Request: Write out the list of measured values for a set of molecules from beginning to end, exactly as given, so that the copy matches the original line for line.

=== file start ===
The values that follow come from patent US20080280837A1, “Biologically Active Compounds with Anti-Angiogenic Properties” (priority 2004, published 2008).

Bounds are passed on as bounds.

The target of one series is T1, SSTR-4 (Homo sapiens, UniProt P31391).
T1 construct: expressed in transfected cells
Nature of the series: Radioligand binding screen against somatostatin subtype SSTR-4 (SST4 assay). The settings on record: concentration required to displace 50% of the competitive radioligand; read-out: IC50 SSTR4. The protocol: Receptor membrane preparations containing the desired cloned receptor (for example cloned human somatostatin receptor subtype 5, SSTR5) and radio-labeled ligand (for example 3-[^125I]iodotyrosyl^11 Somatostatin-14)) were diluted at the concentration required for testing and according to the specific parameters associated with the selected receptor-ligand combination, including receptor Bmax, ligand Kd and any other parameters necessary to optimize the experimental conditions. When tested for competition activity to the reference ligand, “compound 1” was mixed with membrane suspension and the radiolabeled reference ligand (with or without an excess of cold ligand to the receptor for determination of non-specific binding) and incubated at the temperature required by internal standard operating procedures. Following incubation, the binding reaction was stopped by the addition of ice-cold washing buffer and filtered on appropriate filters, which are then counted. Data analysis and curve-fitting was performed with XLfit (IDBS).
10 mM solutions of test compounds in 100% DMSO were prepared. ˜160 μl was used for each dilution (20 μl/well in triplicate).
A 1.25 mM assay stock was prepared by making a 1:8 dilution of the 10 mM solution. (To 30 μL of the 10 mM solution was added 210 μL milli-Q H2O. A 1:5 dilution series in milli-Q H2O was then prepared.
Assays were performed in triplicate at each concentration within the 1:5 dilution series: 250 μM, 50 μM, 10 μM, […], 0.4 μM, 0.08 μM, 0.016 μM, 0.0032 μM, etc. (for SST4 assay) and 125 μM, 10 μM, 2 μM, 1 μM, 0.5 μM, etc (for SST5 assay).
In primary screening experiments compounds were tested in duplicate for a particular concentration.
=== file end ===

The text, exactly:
The values that follow come from patent US20080280837A1, “Biologically Active Compounds with Anti-Angiogenic Properties” (priority 2004, published 2008).

Bounds are passed on as bounds.

The target of one series is T1, SSTR-4 (Homo sapiens, UniProt P31391).
T1 construct: expressed in transfected cells
Nature of the series: Radioligand binding screen against somatostatin subtype SSTR-4 (SST4 assay). The settings on record: concentration required to displace 50% of the competitive radioligand; read-out: IC50 SSTR4. The protocol: Receptor membrane preparations containing the desired cloned receptor (for example cloned human somatostatin receptor subtype 5, SSTR5) and radio-labeled ligand (for example 3-[^125I]iodotyrosyl^11 Somatostatin-14)) were diluted at the concentration required for testing and according to the specific parameters associated with the selected receptor-ligand combination, including receptor Bmax, ligand Kd and any other parameters necessary to optimize the experimental conditions. When tested for competition activity to the reference ligand, “compound 1” was mixed with membrane suspension and the radiolabeled reference ligand (with or without an excess of cold ligand to the receptor for determination of non-specific binding) and incubated at the temperature required by internal standard operating procedures. Following incubation, the binding reaction was stopped by the addition of ice-cold washing buffer and filtered on appropriate filters, which are then counted. Data analysis and curve-fitting was performed with XLfit (IDBS).
10 mM solutions of test compounds in 100% DMSO were prepared. ˜160 μl was used for each dilution (20 μl/well in triplicate).
A 1.25 mM assay stock was prepared by making a 1:8 dilution of the 10 mM solution. (To 30 μL of the 10 mM solution was added 210 μL milli-Q H2O. A 1:5 dilution series in milli-Q H2O was then prepared.
Assays were performed in triplicate at each concentration within the 1:5 dilution series: 250 μM, 50 μM, 10 μM, […], 0.4 μM, 0.08 μM, 0.016 μM, 0.0032 μM, etc. (for SST4 assay) and 125 μM, 10 μM, 2 μM, 1 μM, 0.5 μM, etc (for SST5 assay).
In primary screening experiments compounds were tested in duplicate for a particular concentration.